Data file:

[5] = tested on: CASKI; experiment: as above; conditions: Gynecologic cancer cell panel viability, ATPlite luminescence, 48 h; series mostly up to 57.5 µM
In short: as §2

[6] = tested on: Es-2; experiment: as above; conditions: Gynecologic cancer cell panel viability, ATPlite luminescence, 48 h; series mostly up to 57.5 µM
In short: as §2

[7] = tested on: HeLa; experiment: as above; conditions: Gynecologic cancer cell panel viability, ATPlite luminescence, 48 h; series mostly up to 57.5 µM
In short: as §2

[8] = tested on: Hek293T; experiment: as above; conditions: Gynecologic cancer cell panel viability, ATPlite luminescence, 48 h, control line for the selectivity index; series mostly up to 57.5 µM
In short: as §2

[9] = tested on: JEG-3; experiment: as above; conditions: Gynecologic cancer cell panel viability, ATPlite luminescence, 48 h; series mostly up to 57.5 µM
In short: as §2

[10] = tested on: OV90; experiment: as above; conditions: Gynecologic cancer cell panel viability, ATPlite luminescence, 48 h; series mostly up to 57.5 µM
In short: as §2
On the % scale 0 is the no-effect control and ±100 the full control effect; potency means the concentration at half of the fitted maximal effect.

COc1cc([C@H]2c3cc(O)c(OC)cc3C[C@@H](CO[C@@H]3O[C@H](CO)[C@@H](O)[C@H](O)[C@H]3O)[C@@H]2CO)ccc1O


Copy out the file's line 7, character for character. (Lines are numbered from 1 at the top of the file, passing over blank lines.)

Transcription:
[8] = tested on: Hek293T; experiment: as above; conditions: Gynecologic cancer cell panel viability, ATPlite luminescence, 48 h, control line for the selectivity index; series mostly up to 57.5 µM